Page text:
Whether we're single or we have an SO (or we're somewhere in between), prying family members will inevitably ask us when we're going to get married. What these people in your life may not know, though, is that millennials are more disenchanted with the idea of marriage than any generation before them. In other words, it might be time to cool it with the future wedding inquiries.
In 2014, a survey by the Pew Research Center showed that 61 percent of people over the age of 65 said marriage should be a top priority for bettering our society. Only 29 percent of Gen Y said the same, though. The age we're getting married is certainly getting older on average as well, proving that even if we fancy the idea of marriage, we're in no rush to walk down the aisle. The median age for men to get married for the first time is 27.1, and for women it's 25.3. These are the highest median ages the U.S. has ever seen.
Millennials aren't the only ones with cold feet, though. The U.S. Census reported that the number of couples over the age of 50 who lived together without getting hitched rose from 1.2 million in 2000 to 2.8 million in 2010. For them, marriage could result in loss of Social Security or pension, so they choose to stick with just love instead, and no paperwork. It seems like all sorts of people are in agreement — maybe marriage isn't the best idea after all.
Here are eight totally valid reasons to never get married.
1. Marriage Is Going Out Of Style
The Pew Research Center reported in 2010 that only half of Americans are married. In 1960, 72 percent of adults over the age of 18 were married, but today only 51 percent are. Two years after that, it was discovered that the number of never-been-married individuals in the U.S. was at an all-time high. One in every five adults over the age of 25 had never tied the knot, compared to one in 10 in 1960.
Besides, the very nature of long-term relationships has changed over the last few decades. We're much more likely to move in together when things get serious, and generally, both people in the relationship are working professionals who have their own goals and ambitions. The so-called financial security that was once a sparkling pro of donning a white dress doesn't exist in the same way anymore.
2. You Can Opt For A Domestic Partnership Instead
One of the benefits of getting married is that you're legally recognized as a couple. Well, you don't need to go to the chapel in order for that to be the case. In 11 different states, you have the option of signing up for a domestic partnership, which is a legal and formal recognition of your relationship, just like marriage. The benefits of this union differ in each state, and sometimes in each city or municipality. Do some research to find out what's offered in your hometown.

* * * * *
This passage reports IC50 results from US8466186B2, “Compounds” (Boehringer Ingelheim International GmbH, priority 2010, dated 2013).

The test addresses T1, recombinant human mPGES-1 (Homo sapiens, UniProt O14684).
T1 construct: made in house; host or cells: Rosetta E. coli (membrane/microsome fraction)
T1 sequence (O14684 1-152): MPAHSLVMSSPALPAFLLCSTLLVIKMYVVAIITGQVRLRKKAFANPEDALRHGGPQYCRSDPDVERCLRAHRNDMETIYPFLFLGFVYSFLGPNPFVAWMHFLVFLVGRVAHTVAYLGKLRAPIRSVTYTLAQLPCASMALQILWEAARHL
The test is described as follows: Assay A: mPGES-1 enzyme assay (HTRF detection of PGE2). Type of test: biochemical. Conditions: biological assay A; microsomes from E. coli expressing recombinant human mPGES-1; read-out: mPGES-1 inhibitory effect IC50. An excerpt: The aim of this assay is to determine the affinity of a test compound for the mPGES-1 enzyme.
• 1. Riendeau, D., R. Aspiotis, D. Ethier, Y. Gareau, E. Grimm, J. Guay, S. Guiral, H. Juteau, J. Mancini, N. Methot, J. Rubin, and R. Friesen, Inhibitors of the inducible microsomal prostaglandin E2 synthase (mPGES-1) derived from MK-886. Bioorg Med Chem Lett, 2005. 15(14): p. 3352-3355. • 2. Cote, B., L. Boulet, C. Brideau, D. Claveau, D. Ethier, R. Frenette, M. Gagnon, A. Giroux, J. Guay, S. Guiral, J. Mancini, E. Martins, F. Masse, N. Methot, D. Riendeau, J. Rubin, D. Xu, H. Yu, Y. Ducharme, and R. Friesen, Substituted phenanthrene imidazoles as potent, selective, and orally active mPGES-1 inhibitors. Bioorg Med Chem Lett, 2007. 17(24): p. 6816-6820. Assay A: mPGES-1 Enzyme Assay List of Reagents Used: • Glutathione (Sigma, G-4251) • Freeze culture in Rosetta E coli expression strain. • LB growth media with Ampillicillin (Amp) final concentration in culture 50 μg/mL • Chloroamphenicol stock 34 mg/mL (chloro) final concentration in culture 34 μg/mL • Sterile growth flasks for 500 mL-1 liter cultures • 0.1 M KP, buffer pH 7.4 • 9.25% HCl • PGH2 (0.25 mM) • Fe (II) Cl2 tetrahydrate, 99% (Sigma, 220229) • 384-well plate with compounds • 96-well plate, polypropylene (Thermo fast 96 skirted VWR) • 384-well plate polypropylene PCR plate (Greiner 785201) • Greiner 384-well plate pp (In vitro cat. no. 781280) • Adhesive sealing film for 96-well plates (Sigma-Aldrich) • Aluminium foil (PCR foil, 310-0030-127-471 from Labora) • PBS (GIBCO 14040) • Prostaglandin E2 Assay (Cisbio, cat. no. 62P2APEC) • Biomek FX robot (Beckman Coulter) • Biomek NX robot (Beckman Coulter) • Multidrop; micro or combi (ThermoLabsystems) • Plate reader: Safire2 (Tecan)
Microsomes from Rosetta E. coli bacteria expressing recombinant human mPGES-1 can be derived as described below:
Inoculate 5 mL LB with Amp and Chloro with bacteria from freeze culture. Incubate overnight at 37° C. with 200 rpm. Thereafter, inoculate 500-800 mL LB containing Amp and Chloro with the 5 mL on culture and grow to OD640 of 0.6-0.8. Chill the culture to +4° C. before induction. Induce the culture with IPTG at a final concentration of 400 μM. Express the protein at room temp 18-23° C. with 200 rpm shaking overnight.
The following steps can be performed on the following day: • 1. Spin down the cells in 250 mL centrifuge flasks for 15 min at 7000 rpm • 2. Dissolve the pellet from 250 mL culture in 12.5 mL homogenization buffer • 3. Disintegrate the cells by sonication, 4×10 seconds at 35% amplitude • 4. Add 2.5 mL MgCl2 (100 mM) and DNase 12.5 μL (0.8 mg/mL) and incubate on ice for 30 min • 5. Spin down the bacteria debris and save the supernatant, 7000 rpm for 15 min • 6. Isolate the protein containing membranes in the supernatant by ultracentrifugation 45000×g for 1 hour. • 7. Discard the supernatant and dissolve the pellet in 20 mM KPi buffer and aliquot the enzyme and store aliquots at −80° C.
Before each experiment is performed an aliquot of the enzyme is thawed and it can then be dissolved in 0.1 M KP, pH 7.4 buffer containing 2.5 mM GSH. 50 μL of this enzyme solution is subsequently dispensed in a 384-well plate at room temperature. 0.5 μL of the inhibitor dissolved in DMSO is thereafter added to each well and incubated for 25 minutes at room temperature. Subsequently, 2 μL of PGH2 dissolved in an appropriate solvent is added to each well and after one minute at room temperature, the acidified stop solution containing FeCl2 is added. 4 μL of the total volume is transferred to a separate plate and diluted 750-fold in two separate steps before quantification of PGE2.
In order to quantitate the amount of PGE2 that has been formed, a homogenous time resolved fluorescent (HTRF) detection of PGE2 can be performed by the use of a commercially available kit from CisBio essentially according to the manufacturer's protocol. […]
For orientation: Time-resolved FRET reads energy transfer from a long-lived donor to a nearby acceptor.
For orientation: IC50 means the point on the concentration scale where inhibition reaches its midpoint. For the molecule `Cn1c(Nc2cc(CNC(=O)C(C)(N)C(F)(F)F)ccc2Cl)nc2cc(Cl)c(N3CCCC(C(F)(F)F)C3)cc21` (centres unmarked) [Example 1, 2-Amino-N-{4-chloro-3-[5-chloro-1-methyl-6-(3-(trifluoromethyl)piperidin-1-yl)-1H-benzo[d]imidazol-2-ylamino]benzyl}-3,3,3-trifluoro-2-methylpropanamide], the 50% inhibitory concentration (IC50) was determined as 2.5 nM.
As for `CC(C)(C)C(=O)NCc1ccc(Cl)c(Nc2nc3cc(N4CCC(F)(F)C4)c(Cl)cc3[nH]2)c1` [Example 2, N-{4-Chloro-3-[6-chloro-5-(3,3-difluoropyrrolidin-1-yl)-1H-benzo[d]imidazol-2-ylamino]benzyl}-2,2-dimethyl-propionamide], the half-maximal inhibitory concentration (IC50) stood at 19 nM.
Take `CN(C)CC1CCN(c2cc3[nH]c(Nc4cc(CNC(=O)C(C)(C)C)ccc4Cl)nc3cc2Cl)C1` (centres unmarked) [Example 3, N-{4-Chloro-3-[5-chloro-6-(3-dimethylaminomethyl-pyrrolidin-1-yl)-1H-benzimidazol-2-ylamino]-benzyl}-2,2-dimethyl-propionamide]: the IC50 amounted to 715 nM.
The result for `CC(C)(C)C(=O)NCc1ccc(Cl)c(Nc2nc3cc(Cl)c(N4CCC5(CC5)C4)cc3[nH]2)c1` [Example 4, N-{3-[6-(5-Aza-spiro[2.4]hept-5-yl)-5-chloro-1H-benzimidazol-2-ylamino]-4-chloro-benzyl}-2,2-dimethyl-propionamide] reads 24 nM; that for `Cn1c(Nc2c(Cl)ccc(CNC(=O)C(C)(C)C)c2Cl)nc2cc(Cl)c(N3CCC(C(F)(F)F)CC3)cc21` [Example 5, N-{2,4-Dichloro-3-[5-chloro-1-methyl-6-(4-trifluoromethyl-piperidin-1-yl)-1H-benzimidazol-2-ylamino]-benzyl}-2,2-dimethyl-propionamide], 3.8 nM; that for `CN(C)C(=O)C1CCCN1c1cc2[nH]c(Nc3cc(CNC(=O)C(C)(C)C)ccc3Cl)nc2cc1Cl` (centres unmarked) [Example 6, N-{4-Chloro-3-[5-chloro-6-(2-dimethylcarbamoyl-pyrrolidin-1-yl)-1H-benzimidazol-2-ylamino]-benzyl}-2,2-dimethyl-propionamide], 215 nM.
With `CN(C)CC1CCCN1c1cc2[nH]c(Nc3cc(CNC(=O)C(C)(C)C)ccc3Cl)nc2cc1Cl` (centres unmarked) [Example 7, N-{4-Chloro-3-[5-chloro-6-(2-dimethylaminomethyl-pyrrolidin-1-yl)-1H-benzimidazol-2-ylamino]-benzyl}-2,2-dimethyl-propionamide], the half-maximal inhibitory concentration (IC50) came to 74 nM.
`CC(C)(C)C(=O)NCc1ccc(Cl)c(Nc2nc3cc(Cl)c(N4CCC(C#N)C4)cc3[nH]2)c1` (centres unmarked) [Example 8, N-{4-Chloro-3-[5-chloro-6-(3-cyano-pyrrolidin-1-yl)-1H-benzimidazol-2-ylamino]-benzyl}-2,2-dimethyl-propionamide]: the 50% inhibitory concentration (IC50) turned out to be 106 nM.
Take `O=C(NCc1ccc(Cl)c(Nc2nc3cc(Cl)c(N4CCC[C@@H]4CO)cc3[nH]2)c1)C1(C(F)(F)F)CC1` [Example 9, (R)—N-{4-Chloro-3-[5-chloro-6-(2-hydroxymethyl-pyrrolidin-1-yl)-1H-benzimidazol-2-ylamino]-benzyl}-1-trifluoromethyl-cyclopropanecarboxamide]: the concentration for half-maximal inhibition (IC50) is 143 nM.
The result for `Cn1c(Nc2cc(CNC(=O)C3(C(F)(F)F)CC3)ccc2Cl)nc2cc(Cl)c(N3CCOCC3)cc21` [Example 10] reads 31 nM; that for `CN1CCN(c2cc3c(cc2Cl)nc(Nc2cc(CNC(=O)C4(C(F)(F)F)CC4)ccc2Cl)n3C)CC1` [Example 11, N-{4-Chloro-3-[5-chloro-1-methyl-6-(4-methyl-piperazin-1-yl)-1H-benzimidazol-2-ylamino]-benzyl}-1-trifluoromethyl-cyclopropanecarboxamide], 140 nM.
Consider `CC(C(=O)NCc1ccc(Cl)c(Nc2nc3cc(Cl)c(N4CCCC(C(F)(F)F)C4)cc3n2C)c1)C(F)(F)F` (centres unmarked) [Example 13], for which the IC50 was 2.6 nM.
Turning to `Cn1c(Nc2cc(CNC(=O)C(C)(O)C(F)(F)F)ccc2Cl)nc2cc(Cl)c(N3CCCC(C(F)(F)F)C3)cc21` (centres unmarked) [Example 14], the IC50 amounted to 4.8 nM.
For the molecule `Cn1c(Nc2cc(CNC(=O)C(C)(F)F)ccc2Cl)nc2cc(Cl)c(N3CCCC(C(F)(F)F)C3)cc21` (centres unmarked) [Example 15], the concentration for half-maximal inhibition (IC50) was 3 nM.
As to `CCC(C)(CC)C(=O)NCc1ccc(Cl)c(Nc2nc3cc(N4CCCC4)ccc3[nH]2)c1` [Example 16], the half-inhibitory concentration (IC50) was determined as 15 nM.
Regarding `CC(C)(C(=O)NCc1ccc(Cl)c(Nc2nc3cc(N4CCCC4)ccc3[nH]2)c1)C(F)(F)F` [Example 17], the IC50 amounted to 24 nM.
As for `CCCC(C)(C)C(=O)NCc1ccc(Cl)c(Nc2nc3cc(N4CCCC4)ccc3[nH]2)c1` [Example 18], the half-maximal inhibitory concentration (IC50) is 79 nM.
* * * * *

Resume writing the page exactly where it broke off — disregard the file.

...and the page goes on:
Keep in mind, however, that your domestic partnership won't be honored in some other states and countries, so factor that in if you and your partner have plans to move around but you want to maintain benefits.
3. So Many Marriages End In Divorce Anyway
Admittedly, divorce rates have actually been in decline over the last two decades. In 2011, there were 3.6 divorces per thousand people, while in 1990 there were 4.7 per thousand people. People who married in the 2000s are actually seeing a very low divorce rate, particularly if they're college graduates, out of which only 11 percent were divorced before their seventh wedding anniversary.
Even so, the divorce rate is still pretty high — around 30 percent of couples who got married in the 1990s were divorced before they hit their 15th anniversary. Sure, that number is lower than what it was 30 years ago, but it's still significant enough to make us narrow our eyes in skepticism. Plus, the fear of divorce simply looms over our heads because, frankly, we're still surrounded by it. We've seen parents, friends, and celebrities split up — or, as Gwyneth Paltrow and Chris Martin call it, "consciously uncouple."
Regardless of the statistics, we can't shake what it feels like to witness so many seemingly happy couples split, and we don't want to put ourselves through the legal and financial strains it would take to end a marriage. Finally, let's not forget: only 29 percent of people who are divorced say they would marry again in the future. Ouch.
4. You Don't Need To Be Married To Fulfill A Lifelong Commitment